And for a long time you continued doing absolutely all the work related to producing and releasing the records yourself, even after your songs started getting international attention?
-Yes, on all the vinyls I did everything myself. The first time I got any help was with the first CD in 2006, (It’s A Feedelity Affair) which I did together with Joakim and Smalltown. Of course I had a distribution deal all along, withy a French company, but at Feedelity I was on my own. I really enjoyed being my own master and controlling everything. It was, and is, a very rewarding way of working with music.
Looking at all your releases there seems to be a continuous theme both in terms of titles and the artwork, making it a kind of complete aesthetic package. Is this an important notion for you as an artist?
No, I have to say that intuitively I don’t care about the wrapping. If the music is good the wrapping don’t matter, if it isn’t, the best cover in the world won’t help it. But having said that, I recognize that there is a nice leitmotif running through all the artwork on my records. It was all done by the same guy; he said he would do it for free if I let him do whatever he liked, so I did. I’m really happy about the way it’s turned out, but in fact I’m a little ambivalent on this issue: on the one hand I don’t care about the wrapping, on the other hand I acknowledge that if I were to do it all over again I think I would have done the artwork myself. That way it would have been 100% personal. My experience is that expertise is not necessarily decisive. I’m not very good at playing any of the instruments I use when I make music, but still I manage to make just the music I want to make. I think the same would be true for artwork.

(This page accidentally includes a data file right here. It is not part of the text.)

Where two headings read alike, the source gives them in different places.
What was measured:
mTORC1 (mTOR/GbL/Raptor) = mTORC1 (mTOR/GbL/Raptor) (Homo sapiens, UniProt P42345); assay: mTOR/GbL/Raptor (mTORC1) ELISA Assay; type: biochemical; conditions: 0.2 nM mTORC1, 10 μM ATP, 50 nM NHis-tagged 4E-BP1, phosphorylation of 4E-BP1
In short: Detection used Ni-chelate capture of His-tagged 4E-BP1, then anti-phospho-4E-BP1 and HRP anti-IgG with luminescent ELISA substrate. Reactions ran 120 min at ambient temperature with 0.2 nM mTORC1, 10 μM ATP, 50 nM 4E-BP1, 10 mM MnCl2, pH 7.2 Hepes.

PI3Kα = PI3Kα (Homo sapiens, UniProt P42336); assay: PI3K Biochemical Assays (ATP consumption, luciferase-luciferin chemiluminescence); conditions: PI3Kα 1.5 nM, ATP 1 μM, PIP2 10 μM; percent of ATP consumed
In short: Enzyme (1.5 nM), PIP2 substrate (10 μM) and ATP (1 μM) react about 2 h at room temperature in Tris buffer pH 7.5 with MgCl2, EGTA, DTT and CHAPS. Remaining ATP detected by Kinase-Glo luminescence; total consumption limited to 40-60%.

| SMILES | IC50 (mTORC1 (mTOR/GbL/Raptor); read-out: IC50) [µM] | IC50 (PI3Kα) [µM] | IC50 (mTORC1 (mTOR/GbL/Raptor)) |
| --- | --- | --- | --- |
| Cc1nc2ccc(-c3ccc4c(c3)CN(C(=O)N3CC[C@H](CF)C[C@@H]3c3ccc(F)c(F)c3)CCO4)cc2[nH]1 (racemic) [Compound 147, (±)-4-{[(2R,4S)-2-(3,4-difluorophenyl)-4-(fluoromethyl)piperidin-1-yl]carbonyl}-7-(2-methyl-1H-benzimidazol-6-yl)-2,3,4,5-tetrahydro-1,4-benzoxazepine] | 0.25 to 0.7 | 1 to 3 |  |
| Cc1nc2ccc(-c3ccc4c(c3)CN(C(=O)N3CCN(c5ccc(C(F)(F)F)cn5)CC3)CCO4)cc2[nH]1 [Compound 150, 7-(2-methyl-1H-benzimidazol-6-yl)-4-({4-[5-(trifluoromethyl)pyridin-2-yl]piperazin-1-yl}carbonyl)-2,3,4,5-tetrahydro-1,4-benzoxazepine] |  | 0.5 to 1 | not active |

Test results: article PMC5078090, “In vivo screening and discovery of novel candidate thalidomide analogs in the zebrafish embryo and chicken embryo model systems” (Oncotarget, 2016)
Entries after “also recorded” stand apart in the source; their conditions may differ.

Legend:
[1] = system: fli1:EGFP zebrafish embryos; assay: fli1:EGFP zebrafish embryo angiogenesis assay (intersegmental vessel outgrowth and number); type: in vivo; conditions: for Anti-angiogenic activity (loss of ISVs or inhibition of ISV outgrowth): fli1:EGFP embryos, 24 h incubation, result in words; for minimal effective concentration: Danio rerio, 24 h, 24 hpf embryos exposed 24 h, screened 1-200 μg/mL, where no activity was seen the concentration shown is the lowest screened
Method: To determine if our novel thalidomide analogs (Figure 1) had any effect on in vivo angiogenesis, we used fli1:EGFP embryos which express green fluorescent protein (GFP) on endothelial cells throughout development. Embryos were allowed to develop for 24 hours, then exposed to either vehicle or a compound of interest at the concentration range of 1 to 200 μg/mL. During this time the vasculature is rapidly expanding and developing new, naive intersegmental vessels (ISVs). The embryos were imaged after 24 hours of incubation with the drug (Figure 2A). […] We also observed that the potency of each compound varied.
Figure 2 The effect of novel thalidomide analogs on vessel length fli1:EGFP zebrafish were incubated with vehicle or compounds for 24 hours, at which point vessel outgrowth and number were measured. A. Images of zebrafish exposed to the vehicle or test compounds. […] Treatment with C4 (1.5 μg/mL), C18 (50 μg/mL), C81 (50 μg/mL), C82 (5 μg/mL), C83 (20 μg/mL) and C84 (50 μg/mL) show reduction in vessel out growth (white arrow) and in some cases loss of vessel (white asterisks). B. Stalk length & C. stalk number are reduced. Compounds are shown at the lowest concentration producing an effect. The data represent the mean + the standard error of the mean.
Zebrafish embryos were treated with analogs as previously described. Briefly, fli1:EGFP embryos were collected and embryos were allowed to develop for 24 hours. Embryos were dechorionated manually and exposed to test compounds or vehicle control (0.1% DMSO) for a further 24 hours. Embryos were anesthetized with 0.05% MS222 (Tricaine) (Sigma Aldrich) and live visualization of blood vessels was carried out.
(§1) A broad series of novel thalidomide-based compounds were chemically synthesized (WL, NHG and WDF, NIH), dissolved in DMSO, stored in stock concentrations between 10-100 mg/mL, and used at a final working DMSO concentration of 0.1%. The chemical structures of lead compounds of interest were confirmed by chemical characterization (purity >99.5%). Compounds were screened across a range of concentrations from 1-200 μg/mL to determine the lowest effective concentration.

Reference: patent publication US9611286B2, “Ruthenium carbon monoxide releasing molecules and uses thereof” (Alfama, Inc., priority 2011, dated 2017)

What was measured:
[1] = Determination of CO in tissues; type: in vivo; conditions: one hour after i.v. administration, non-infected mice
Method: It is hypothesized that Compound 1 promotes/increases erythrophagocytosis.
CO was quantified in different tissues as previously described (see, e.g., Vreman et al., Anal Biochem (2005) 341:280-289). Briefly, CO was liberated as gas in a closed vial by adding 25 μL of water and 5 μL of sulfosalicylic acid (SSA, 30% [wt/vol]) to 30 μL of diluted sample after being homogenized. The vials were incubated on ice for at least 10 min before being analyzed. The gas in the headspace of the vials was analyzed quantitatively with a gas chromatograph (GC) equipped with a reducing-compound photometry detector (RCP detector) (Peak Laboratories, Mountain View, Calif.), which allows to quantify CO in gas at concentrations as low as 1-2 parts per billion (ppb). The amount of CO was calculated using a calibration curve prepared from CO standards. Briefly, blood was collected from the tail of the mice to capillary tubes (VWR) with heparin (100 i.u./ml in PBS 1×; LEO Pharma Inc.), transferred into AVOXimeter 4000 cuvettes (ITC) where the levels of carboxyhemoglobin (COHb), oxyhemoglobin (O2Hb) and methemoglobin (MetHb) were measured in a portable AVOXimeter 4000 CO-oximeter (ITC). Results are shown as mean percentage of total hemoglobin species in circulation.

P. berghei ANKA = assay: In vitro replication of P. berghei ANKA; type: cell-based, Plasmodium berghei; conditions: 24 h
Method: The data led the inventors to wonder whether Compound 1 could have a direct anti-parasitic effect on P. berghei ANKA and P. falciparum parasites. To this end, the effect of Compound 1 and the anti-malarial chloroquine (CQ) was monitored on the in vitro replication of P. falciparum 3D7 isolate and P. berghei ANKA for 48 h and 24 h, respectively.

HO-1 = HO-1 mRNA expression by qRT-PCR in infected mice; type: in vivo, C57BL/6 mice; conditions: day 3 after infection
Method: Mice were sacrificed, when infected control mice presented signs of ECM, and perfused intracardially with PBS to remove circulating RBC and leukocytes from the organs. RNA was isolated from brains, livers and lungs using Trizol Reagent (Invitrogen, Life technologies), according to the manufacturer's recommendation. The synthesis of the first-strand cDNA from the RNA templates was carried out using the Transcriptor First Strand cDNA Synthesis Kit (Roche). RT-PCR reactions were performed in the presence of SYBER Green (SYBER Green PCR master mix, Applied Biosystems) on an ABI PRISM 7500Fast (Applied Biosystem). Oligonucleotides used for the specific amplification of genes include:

So deep inside you would like to be in complete control of every aspect, making Lindstrøm the artist one and the same as the person?